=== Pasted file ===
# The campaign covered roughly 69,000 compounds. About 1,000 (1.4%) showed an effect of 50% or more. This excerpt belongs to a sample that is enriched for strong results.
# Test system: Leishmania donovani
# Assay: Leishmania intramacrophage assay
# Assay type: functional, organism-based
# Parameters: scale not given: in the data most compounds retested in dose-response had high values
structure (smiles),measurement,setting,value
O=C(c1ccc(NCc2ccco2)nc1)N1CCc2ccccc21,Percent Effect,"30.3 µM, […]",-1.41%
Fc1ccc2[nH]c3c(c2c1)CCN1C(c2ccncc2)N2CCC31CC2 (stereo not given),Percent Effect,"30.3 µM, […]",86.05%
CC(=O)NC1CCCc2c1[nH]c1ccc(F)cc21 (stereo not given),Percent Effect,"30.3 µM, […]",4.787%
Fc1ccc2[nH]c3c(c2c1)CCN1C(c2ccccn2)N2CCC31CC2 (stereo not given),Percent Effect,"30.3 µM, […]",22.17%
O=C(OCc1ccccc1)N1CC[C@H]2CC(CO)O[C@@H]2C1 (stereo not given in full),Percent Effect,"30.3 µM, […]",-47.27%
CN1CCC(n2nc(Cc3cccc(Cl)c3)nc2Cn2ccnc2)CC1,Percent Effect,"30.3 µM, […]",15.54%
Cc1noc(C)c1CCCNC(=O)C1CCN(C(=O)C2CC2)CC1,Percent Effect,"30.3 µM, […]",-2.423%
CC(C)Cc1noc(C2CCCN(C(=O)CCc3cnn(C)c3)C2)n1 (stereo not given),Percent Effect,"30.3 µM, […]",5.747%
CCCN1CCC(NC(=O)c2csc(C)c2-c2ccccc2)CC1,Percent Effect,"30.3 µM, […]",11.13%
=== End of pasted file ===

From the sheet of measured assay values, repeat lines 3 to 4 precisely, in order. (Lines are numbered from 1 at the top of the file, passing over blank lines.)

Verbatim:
# Assay: Leishmania intramacrophage assay
# Assay type: functional, organism-based